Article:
Events are an instance of a Ping associated with a Target for delivery. The one dispatcher we were running would do it’s selection of events to deliver based on target-types. Once we created the new Twitter target type and added a new dispatcher that only handled that one target type (this was all in our dev environment), the daemon would conflict with the other dispatcher. Which ever daemon picked up a ping first for it’s target type and then marked the ping as done was basically preventing the other daemon for processing the ping for its other targets.

The solution was to implement a new daemon, that we called Scheduler, and to move all the rescheduling code into this one serial process. Once we stripped all that out of the Ping model and the dispatcher code, we had a much leaner and faster system. We can now run as many dispatchers as our memory allows and configure them to handle various target types.

Making Rails Logs More Useful

2007-11-07 19:00:00 -0500

Here at Zetetic we do a lot of logging, and a lot of looking at logs. In particular, we have a couple of daemon processes implemented in Rails for PingMe that handle our message queueing and parsing of incoming messages (when you reply to your pings or create new ones by remote). If you have any experience with message queueing systems, you’ll recall that these are not easy things to maintain, and require access to really good diagnostics. And if you are familiar with Rails you’ll recall that there are no time-stamps prepended to the log messages, making it very difficult sometimes to track down what happened when.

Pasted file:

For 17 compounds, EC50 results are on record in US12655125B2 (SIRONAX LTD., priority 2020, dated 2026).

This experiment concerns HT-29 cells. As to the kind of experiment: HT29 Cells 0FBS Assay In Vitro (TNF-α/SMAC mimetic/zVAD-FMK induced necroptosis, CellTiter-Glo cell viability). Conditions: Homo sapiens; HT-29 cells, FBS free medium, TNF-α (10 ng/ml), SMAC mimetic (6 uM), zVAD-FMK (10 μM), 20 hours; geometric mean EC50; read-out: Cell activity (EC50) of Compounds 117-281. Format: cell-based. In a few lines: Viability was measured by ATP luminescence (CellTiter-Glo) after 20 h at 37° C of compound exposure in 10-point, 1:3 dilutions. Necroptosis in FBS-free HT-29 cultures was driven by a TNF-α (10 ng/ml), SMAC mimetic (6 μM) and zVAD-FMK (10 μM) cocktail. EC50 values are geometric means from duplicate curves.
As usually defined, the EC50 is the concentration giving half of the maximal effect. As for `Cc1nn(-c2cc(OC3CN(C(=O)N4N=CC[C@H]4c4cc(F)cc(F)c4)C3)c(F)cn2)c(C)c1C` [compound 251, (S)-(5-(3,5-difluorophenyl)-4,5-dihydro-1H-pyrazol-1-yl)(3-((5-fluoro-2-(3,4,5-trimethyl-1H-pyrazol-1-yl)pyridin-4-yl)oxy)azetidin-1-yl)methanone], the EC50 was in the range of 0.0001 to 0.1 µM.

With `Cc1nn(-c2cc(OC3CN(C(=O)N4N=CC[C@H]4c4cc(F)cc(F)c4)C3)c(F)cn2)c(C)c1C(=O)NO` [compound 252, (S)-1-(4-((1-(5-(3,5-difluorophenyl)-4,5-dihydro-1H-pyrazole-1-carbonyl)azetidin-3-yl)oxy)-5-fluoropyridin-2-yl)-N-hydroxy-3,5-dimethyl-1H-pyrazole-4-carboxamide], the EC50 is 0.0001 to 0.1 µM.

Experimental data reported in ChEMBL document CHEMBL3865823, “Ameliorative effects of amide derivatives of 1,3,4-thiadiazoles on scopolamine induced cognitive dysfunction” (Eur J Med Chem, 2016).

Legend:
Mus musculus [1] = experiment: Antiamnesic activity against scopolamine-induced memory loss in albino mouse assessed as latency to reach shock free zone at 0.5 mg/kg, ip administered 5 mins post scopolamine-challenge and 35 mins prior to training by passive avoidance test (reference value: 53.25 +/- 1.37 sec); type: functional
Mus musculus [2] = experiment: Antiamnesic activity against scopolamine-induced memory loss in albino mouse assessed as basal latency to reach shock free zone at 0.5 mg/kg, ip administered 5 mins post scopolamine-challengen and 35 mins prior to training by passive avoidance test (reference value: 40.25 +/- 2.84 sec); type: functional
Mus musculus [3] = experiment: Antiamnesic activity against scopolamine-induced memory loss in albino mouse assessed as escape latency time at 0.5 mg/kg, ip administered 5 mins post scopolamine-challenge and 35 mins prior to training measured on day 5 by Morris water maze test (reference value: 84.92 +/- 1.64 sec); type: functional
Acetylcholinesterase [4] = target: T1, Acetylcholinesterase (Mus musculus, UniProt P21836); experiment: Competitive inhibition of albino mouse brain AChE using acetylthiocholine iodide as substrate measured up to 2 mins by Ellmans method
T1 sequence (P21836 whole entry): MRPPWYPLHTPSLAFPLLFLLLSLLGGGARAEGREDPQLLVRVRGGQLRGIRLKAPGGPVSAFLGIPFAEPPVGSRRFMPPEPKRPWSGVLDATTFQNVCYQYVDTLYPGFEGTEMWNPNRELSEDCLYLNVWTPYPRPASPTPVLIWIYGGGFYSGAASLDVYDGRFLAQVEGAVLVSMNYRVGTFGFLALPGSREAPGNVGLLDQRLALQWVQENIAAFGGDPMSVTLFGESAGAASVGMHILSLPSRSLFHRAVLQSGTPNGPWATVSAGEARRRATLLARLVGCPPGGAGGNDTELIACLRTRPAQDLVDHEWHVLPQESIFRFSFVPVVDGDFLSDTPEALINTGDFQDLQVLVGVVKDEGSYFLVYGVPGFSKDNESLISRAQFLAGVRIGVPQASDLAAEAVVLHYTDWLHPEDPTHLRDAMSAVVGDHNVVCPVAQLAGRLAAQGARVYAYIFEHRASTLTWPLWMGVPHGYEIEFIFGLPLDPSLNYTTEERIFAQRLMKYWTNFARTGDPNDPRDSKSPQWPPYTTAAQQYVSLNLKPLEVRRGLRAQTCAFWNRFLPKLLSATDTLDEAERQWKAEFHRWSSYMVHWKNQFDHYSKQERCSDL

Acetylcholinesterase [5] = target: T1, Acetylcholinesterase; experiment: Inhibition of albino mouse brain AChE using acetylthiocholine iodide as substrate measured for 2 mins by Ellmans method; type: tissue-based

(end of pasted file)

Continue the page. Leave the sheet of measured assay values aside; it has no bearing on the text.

I did a quick bit of poking around and came across this fantastic article with a number of tips in terms of logging. Their solution for the issue of formatting the messages (so that you can have timestamps) is to subclass Logger, and instantiate that.